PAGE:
The main farm field is like a pond at the moment. It means the farmer hasn’t been able to let his cows out yet this year.

There’s a drain in there somewhere, and they usually leave a slab over the top of it so they can find it and open it to let more water out.

It’s just not doing the job at the moment and, in fact, most of the farm is muddy or full of puddles.

Yesterday morning, I didn’t let the chickens out of their coop because they’re a bit stupid and don’t realise it could give them hypothermia. (They stand out in the rain too until they’re absolutely drenched.)

The snow was so bad, though, that it had drifted inside the coop. I opened the chicken house but put food in the coop, then closed the gate to keep the peacocks, the guinea fowl and the ducks out.

Another view of the farm. (Picture: Ian Wordsworth)

I did give them some food too, but if they get inside the coop, they bully the chickens out and then the chickens have to go and find somewhere else to shelter.

We’ve not taken the dog out either while it’s been snowy. He has lots of fun in the garden already, but to take him on a several-mile walk when he’s already quite close to the ground is, in our opinion, a little cruel. And he would have disappeared in some of our snowdrifts.

So long as we have food and milk and plenty of pet and chicken food, we don’t mind the snow at all.

Yes, the poet has to get to work, but if he doesn’t have any appointments or if the meetings can be postponed, it really isn’t an issue.

When we were snowed in for 5 days, he even had a Skype meeting with several of his colleagues.

We weren’t able to go out and do our letter “C” for the Alphabet Adventurers at the weekend, but perhaps we can do it this coming weekend. We’re in Birmingham on Sunday, though, so it will have to be Saturday.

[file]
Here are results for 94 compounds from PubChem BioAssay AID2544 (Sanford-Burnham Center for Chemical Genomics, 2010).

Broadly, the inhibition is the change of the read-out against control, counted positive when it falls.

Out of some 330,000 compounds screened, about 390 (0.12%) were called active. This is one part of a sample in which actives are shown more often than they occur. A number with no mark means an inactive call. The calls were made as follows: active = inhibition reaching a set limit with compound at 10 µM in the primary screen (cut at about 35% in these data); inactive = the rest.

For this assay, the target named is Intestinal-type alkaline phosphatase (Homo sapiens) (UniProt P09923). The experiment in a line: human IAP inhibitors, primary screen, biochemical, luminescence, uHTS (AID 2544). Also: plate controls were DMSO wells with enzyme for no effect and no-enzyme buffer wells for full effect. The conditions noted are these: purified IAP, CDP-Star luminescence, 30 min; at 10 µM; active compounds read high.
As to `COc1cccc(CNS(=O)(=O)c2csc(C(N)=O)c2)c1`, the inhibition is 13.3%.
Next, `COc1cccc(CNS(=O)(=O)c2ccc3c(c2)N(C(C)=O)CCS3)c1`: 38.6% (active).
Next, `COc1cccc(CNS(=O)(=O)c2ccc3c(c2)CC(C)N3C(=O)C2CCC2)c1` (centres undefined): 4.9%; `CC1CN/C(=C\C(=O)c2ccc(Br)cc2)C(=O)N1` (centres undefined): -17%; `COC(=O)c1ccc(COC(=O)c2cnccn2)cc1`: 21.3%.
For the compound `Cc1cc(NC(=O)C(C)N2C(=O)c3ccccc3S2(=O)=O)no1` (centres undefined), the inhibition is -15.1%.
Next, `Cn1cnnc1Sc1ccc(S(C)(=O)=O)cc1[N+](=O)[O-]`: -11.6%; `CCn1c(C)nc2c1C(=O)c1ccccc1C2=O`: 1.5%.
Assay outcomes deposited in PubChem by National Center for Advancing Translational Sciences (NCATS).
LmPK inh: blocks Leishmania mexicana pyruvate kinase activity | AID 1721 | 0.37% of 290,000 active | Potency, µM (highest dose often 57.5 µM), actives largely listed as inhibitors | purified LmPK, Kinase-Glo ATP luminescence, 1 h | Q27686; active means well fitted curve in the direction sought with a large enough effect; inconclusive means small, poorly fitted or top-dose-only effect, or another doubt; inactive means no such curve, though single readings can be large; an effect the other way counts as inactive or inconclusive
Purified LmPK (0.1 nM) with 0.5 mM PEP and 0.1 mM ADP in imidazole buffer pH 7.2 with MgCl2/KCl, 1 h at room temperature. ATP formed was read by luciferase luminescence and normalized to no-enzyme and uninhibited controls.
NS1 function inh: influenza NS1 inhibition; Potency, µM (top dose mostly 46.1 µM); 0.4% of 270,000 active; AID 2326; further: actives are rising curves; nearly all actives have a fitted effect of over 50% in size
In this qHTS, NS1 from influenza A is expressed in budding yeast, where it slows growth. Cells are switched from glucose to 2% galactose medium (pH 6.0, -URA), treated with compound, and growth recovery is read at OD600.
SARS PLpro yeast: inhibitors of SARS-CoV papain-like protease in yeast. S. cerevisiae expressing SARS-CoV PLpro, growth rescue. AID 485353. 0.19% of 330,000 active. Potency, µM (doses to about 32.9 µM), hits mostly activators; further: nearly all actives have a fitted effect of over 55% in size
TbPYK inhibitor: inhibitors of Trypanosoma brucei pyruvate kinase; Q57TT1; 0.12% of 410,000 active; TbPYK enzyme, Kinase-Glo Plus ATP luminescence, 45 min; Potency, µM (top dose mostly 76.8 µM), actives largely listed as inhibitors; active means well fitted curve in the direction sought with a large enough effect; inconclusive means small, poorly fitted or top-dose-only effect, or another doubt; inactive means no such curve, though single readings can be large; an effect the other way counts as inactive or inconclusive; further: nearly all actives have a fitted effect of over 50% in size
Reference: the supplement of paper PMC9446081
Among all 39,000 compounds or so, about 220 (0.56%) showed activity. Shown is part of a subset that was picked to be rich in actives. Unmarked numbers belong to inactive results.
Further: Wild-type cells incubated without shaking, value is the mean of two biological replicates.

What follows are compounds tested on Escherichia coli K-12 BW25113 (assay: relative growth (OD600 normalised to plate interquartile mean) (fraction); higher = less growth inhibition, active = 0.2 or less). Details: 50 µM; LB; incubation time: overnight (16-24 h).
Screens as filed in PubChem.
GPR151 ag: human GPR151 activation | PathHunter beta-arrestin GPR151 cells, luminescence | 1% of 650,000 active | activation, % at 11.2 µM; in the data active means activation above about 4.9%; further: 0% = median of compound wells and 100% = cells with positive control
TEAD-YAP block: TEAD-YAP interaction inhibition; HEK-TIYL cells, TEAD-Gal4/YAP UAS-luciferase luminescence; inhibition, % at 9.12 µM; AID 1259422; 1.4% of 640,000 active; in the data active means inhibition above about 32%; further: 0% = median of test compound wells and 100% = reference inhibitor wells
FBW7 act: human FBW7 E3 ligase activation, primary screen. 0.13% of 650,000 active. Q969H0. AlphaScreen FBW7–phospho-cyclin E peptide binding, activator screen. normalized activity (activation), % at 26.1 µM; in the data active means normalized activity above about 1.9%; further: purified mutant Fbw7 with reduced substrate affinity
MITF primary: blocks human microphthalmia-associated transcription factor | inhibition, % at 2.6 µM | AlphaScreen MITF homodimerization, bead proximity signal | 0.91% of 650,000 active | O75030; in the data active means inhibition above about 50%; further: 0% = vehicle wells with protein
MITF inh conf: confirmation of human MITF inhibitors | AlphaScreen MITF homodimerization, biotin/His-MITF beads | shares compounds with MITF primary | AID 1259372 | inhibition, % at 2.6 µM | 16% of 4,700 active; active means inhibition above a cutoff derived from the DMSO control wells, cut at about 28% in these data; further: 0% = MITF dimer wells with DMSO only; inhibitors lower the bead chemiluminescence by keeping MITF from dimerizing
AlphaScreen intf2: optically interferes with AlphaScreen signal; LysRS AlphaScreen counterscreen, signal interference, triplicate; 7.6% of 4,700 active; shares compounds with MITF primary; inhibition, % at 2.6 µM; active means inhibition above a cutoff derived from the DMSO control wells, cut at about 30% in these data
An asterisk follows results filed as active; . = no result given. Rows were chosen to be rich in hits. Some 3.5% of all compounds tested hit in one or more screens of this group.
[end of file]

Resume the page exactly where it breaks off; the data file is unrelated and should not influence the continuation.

The Beast from the East is supposed to be back in time for Easter, when we’re planning on having a week’s “stay-cation”. We hope to do some more work for the Alphabet Adventurers while we’re off, but if he still has the Jag, we’ll probably be okay.

I hope you enjoy the pictures.

Our house and the farm from the edge of the River Don. (Picture: Ian Wordsworth)

 

Easter weekend

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Baddesley Clinton (Picture: Ian Wordsworth)

We decided we wanted the whole of the bank holiday weekend off, so that’s what we did.

On Friday we drove down to Warwickshire and joined the National Trust. We’d worked out that if we paid a joint membership for the year, we’d get our money back after visiting just 5 properties. Baddesley Clinton is an old favourite of mine. It’s an Elizabethan moated manor house and I remember when it was taken over by the National Trust in the early 1980s. I knew the poet would love it too, and he did.

Before visiting the property we decided to wear the dog out first by going on a short walk in the surrounding area. One of the volunteers at the property gave us a map to follow, but it was pouring with rain, the map soon got soggy, and we were joining the walk part-way around. Needless to say, we got a bit lost, but we did have a great walk in the surrounding woods (once part of the Forest of Arden, I believe) and we discovered some badger setts that seem to be in use, judging from the dog’s reaction.

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Baddesley Clinton (Picture: Ian Wordsworth)

We were gone for about an hour and once we’d dried ourselves and settled the dog in the car (it was wet and cool and he was sleepy anyway), we went to visit the house and join the National Trust. Afterwards, we enjoyed a very expensive piece of cake and small bottle of pop each in the café (we didn’t get much change from £10 – apx $15) and headed home via my parents, as they’re only about 15 – 20 minutes away.